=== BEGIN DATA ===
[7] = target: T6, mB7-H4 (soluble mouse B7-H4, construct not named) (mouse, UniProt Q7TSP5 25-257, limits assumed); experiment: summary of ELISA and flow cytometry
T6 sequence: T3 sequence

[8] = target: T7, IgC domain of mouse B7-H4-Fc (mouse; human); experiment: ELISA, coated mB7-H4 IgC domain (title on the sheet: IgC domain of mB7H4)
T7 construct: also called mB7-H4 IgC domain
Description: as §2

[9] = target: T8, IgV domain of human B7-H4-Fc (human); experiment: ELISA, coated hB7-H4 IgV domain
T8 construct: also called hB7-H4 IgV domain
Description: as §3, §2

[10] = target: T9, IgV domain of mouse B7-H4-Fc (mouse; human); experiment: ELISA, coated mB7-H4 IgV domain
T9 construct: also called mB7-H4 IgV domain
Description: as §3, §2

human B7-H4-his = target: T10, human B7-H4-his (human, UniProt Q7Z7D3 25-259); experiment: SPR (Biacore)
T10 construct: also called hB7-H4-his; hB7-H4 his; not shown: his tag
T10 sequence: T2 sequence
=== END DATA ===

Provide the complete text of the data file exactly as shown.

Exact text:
[7] = target: T6, mB7-H4 (soluble mouse B7-H4, construct not named) (mouse, UniProt Q7TSP5 25-257, limits assumed); experiment: summary of ELISA and flow cytometry
T6 sequence: T3 sequence

[8] = target: T7, IgC domain of mouse B7-H4-Fc (mouse; human); experiment: ELISA, coated mB7-H4 IgC domain (title on the sheet: IgC domain of mB7H4)
T7 construct: also called mB7-H4 IgC domain
Description: as §2

[9] = target: T8, IgV domain of human B7-H4-Fc (human); experiment: ELISA, coated hB7-H4 IgV domain
T8 construct: also called hB7-H4 IgV domain
Description: as §3, §2

[10] = target: T9, IgV domain of mouse B7-H4-Fc (mouse; human); experiment: ELISA, coated mB7-H4 IgV domain
T9 construct: also called mB7-H4 IgV domain
Description: as §3, §2

human B7-H4-his = target: T10, human B7-H4-his (human, UniProt Q7Z7D3 25-259); experiment: SPR (Biacore)
T10 construct: also called hB7-H4-his; hB7-H4 his; not shown: his tag
T10 sequence: T2 sequence